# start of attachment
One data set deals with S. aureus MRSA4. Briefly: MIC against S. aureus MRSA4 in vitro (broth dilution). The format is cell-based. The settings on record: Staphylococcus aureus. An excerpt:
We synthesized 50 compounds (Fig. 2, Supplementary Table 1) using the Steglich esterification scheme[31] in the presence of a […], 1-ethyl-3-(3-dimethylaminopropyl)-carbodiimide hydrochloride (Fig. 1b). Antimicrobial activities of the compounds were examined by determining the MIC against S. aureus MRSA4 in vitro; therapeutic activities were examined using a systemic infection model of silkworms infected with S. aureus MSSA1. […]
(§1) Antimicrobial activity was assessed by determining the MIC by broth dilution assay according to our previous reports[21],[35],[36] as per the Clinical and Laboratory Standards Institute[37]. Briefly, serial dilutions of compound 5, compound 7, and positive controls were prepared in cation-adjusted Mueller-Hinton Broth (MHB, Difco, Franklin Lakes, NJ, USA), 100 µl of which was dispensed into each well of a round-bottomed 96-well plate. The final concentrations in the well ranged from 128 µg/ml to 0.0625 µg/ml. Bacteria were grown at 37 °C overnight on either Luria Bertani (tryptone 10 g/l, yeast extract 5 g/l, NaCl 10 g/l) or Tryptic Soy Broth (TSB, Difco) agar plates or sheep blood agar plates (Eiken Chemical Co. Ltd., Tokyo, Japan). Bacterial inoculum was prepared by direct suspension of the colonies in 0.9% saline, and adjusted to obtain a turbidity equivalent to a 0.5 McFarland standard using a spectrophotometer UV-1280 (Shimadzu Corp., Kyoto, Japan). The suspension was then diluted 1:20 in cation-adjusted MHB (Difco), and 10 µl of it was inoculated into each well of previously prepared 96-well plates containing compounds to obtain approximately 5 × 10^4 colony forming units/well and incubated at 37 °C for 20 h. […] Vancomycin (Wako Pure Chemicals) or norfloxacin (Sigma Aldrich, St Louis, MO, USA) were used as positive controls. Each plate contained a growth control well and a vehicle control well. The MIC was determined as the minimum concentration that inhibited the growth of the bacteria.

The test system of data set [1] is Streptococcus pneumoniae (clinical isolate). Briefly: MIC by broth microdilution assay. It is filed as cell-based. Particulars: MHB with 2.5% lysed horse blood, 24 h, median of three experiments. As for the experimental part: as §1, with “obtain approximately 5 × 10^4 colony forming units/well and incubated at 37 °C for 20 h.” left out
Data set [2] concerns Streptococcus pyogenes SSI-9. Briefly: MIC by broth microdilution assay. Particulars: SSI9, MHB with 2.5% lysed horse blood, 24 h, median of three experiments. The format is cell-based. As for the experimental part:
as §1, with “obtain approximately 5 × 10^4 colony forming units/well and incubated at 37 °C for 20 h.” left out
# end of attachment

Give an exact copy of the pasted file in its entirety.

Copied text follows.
One data set deals with S. aureus MRSA4. Briefly: MIC against S. aureus MRSA4 in vitro (broth dilution). The format is cell-based. The settings on record: Staphylococcus aureus. An excerpt:
We synthesized 50 compounds (Fig. 2, Supplementary Table 1) using the Steglich esterification scheme[31] in the presence of a […], 1-ethyl-3-(3-dimethylaminopropyl)-carbodiimide hydrochloride (Fig. 1b). Antimicrobial activities of the compounds were examined by determining the MIC against S. aureus MRSA4 in vitro; therapeutic activities were examined using a systemic infection model of silkworms infected with S. aureus MSSA1. […]
(§1) Antimicrobial activity was assessed by determining the MIC by broth dilution assay according to our previous reports[21],[35],[36] as per the Clinical and Laboratory Standards Institute[37]. Briefly, serial dilutions of compound 5, compound 7, and positive controls were prepared in cation-adjusted Mueller-Hinton Broth (MHB, Difco, Franklin Lakes, NJ, USA), 100 µl of which was dispensed into each well of a round-bottomed 96-well plate. The final concentrations in the well ranged from 128 µg/ml to 0.0625 µg/ml. Bacteria were grown at 37 °C overnight on either Luria Bertani (tryptone 10 g/l, yeast extract 5 g/l, NaCl 10 g/l) or Tryptic Soy Broth (TSB, Difco) agar plates or sheep blood agar plates (Eiken Chemical Co. Ltd., Tokyo, Japan). Bacterial inoculum was prepared by direct suspension of the colonies in 0.9% saline, and adjusted to obtain a turbidity equivalent to a 0.5 McFarland standard using a spectrophotometer UV-1280 (Shimadzu Corp., Kyoto, Japan). The suspension was then diluted 1:20 in cation-adjusted MHB (Difco), and 10 µl of it was inoculated into each well of previously prepared 96-well plates containing compounds to obtain approximately 5 × 10^4 colony forming units/well and incubated at 37 °C for 20 h. […] Vancomycin (Wako Pure Chemicals) or norfloxacin (Sigma Aldrich, St Louis, MO, USA) were used as positive controls. Each plate contained a growth control well and a vehicle control well. The MIC was determined as the minimum concentration that inhibited the growth of the bacteria.

The test system of data set [1] is Streptococcus pneumoniae (clinical isolate). Briefly: MIC by broth microdilution assay. It is filed as cell-based. Particulars: MHB with 2.5% lysed horse blood, 24 h, median of three experiments. As for the experimental part: as §1, with “obtain approximately 5 × 10^4 colony forming units/well and incubated at 37 °C for 20 h.” left out
Data set [2] concerns Streptococcus pyogenes SSI-9. Briefly: MIC by broth microdilution assay. Particulars: SSI9, MHB with 2.5% lysed horse blood, 24 h, median of three experiments. The format is cell-based. As for the experimental part:
as §1, with “obtain approximately 5 × 10^4 colony forming units/well and incubated at 37 °C for 20 h.” left out